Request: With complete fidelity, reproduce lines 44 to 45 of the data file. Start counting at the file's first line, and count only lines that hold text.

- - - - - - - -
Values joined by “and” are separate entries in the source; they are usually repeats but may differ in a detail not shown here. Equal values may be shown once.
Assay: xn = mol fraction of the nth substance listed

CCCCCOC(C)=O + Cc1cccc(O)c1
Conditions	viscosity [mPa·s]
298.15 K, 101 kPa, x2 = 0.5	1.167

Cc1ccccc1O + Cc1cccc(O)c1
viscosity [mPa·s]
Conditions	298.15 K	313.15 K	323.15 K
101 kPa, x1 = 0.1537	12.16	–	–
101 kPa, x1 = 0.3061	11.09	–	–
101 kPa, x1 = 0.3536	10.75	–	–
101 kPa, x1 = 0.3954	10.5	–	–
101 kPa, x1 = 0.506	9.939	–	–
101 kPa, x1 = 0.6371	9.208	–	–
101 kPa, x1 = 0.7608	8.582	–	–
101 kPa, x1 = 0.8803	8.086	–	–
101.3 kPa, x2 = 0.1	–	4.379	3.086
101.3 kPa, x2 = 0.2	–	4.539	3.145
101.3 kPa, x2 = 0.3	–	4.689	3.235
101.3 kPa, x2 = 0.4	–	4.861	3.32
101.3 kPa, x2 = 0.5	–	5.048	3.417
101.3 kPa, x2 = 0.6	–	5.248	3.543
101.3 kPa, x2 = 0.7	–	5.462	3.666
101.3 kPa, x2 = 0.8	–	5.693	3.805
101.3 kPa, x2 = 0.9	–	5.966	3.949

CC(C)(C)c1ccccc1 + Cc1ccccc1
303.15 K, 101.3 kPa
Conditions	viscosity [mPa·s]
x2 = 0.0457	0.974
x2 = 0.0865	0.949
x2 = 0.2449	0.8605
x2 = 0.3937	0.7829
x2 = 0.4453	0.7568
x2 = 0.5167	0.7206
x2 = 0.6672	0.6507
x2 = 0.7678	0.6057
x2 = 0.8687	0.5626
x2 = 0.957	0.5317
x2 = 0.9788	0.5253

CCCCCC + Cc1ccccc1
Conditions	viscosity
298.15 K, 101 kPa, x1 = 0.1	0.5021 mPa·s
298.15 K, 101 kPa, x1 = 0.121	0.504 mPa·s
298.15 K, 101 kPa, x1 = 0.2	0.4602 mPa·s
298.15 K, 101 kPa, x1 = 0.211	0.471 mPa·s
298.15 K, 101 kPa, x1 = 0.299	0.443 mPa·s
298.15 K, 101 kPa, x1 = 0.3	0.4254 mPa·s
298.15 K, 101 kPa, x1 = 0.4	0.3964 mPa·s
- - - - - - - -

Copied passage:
298.15 K, 101 kPa, x1 = 0.2	0.4602 mPa·s
298.15 K, 101 kPa, x1 = 0.211	0.471 mPa·s